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I am in the Balkans and have befriended a refugee who intends to crossing a river as part of their route. They are a very strong swimmer, having practiced it at a competitive level. They want to take their possessions across ideally without these getting wet. I am thinking they might be able to 1) tie a long piece of string to a tree on the near bank, 2) swim across with the loose end, 3) find a rock which fits well in their hand, tie the loose end to it, and throw it over a branch 4) tie the loose end to a tree, 5) swim back across, 6) untie the string at the near bank, 7) clip a waterproof bag such as http://www.iglusport.si/oprema/nahrbtniki-in-torbe/vodotesne-torbe around the string 8) tie a second piece of strong to the bag as a leash 9) tie the first piece of string to another rock, 10) throw it over another branch, 11) tie the first piece of string to a tree, so that it is as taut as possible over the river, 12) pull the waterproof bag with laptop etc inside across the river using the leash.

Is there a better method? I am aware you can keep valuables such as laptops in these bags (as long as you don't submerge them), but I thought suspending it across the river might provide a failsafe.

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    Godspeed to your friend!
    – gerrit
    Jun 16, 2023 at 14:50
  • do they have any sort of flotation device?
    – njzk2
    Jun 16, 2023 at 21:46

1 Answer 1

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Keeping everything out of the water is of course the ideal answer, but a standard plastic waste sack is usually waterproof for long enough if suitably sealed, the "dry bag" types you've linked are sometimes not as water resistant but they are easier to manage.

As long as there's a suitable external container to stop the bags being damaged, a couple of layers of "black sack" with knotted tops will be plenty to waterproof anything for your purposes.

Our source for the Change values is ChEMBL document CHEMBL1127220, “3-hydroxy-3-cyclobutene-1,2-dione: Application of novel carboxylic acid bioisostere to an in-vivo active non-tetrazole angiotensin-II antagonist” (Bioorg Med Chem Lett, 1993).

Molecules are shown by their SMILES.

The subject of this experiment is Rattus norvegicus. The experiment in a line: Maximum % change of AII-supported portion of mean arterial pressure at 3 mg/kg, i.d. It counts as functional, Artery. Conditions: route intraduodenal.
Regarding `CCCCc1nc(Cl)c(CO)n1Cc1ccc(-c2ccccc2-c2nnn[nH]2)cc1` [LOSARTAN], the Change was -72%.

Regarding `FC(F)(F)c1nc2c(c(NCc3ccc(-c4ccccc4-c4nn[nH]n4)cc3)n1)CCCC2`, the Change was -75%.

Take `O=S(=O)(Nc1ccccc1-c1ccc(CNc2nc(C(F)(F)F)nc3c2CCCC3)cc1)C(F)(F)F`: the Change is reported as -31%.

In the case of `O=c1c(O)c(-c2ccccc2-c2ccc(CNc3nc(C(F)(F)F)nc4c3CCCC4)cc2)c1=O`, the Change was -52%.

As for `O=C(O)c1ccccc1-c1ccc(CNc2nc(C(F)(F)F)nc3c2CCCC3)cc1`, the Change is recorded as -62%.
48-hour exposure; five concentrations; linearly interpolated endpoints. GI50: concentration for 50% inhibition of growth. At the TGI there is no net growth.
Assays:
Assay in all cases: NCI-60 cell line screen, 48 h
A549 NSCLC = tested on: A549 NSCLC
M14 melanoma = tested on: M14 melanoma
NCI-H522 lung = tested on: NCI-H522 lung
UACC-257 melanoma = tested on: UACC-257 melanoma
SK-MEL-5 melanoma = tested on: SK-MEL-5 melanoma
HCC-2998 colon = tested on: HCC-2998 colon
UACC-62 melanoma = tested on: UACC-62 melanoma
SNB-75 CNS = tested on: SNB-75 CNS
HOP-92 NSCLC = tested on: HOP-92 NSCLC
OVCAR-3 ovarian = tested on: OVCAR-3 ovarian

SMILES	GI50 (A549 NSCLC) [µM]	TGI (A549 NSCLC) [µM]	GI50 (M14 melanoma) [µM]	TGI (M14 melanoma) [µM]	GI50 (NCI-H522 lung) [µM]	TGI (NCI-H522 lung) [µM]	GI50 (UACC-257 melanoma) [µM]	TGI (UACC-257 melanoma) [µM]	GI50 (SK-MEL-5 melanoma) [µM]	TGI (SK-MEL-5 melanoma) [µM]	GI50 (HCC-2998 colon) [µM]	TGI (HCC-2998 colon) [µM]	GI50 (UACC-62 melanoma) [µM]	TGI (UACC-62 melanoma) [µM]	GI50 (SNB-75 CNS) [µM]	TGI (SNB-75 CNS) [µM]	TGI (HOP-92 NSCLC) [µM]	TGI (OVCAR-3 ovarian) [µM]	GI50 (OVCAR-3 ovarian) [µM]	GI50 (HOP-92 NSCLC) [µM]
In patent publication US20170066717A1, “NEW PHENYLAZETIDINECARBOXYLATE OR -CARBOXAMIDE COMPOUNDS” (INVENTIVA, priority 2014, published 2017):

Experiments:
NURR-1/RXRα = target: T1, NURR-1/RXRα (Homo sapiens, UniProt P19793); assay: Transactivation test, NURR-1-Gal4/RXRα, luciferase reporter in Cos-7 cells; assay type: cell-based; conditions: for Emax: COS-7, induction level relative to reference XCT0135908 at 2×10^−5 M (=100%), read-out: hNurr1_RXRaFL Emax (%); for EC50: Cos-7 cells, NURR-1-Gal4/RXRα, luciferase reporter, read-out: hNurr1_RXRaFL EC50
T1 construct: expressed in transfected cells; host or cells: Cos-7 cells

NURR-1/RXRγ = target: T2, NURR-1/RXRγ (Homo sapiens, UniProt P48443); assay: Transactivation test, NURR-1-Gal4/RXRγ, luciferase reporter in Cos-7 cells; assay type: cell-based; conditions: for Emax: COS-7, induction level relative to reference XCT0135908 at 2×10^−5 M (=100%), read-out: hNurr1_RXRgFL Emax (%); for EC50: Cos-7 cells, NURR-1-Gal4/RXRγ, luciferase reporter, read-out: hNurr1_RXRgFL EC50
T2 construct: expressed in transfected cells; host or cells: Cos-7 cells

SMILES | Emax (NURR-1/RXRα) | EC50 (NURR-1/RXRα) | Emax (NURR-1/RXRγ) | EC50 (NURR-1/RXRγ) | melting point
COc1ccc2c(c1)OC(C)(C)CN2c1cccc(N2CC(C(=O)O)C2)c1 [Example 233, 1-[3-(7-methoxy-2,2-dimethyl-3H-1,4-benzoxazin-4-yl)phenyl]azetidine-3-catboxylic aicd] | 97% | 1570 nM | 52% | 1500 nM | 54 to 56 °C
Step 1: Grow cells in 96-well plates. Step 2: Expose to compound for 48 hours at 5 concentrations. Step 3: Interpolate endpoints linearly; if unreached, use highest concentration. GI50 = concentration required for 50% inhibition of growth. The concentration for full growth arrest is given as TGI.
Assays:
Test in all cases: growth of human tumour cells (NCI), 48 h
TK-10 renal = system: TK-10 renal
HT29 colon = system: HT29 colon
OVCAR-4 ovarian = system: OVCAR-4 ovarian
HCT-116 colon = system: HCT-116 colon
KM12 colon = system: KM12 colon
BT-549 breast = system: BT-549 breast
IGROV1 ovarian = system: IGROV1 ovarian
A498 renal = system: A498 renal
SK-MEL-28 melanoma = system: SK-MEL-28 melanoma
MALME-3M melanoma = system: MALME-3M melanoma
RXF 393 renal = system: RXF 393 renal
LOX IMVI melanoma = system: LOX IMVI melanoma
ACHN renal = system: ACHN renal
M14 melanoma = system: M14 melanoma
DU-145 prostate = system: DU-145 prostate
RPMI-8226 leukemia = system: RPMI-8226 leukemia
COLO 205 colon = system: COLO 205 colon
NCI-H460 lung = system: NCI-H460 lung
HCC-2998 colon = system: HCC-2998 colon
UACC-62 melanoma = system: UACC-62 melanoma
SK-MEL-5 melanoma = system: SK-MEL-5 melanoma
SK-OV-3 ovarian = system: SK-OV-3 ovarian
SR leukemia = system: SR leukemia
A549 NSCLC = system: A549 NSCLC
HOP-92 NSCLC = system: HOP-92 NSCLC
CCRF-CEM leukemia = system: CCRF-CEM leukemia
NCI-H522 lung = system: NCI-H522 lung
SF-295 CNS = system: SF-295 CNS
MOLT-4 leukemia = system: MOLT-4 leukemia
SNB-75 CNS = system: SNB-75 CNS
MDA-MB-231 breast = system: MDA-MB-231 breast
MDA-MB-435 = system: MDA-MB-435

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  • I would recommend a heavy-duty plastic waste sack; standard ones may tear a bit too easily.
    – gerrit
    Jun 16, 2023 at 14:51
  • Indeed, and a heavy-duty plastic bag inside a nylon stuff sack will hold up pretty well, and can even be inflated to provide buoyancy so you can swim across with it more easily.
    – Jon Custer
    Jun 16, 2023 at 15:19
  • @JonCuster not a simple stuff sack. Many of those aren't in the least bit waterproof and won't make good floats. At the very least you'd need one made of coated fabric, and with a decent way of sealing the opening.
    – Chris H
    Jun 16, 2023 at 20:04
  • I'd use one tough plastic bag (rubble sack) to contain the valuables tightly, with the opening rolled over repeatedly and smoothly, and stuck down with duct tape. I'd enclose that, bulked out with clothes, empty plastic bottles, or anything light, in a second bag, similarly sealed. That way if there's a little seepage through the seal of the outer bag, the inner will still protect it's contents. (I've found this with small cheap drybags, so I carry a first aid kit in an inner bag, less sensitive emergency kit in the outer)
    – Chris H
    Jun 16, 2023 at 20:12
  • @ChrisH - the plastic bag inside is what is sealed, the nylon is only to protect the relatively more fragile bag.
    – Jon Custer
    Jun 16, 2023 at 20:12

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